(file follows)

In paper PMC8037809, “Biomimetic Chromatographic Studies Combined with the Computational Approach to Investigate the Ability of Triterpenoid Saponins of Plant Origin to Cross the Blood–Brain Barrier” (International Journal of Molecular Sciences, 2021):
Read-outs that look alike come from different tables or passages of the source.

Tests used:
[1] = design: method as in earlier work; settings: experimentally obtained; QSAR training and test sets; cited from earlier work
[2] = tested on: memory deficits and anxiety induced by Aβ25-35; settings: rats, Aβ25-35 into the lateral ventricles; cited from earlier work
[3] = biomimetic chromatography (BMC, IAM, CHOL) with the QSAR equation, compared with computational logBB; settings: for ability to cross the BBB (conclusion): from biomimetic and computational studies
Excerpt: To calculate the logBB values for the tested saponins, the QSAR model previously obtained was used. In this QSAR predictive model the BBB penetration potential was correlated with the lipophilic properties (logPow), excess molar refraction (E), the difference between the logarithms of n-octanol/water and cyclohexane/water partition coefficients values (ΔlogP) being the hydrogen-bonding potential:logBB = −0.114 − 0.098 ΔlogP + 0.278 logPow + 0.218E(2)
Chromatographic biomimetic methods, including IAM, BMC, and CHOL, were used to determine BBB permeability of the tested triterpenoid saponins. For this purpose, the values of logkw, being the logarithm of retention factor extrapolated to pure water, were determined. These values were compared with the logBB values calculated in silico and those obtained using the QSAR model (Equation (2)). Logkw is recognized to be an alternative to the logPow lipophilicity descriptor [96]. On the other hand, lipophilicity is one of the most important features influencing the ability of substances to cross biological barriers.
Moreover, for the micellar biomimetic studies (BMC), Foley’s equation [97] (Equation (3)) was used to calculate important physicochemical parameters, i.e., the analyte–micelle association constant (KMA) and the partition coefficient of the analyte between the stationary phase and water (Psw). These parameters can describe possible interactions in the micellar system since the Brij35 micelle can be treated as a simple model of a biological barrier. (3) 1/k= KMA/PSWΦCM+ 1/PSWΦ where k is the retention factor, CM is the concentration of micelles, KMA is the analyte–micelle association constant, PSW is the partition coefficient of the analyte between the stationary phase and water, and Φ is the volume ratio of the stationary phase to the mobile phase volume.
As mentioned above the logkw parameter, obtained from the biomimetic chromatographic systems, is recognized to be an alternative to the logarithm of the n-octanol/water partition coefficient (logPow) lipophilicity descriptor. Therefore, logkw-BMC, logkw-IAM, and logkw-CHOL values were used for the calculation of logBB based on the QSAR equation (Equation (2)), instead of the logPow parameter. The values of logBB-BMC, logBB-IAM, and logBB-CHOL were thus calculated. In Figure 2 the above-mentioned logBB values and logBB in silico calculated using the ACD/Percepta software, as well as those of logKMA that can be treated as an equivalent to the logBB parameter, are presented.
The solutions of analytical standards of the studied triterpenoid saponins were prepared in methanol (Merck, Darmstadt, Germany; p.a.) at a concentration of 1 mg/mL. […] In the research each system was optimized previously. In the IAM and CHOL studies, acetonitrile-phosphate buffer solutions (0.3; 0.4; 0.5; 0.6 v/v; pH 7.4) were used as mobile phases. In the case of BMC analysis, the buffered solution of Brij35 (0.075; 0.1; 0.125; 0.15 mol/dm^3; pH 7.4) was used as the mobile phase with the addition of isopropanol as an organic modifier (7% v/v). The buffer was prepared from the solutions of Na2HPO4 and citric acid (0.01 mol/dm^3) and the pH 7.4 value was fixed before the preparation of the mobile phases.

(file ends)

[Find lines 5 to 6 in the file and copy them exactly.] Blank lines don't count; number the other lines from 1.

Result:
[2] = tested on: memory deficits and anxiety induced by Aβ25-35; settings: rats, Aβ25-35 into the lateral ventricles; cited from earlier work
[3] = biomimetic chromatography (BMC, IAM, CHOL) with the QSAR equation, compared with computational logBB; settings: for ability to cross the BBB (conclusion): from biomimetic and computational studies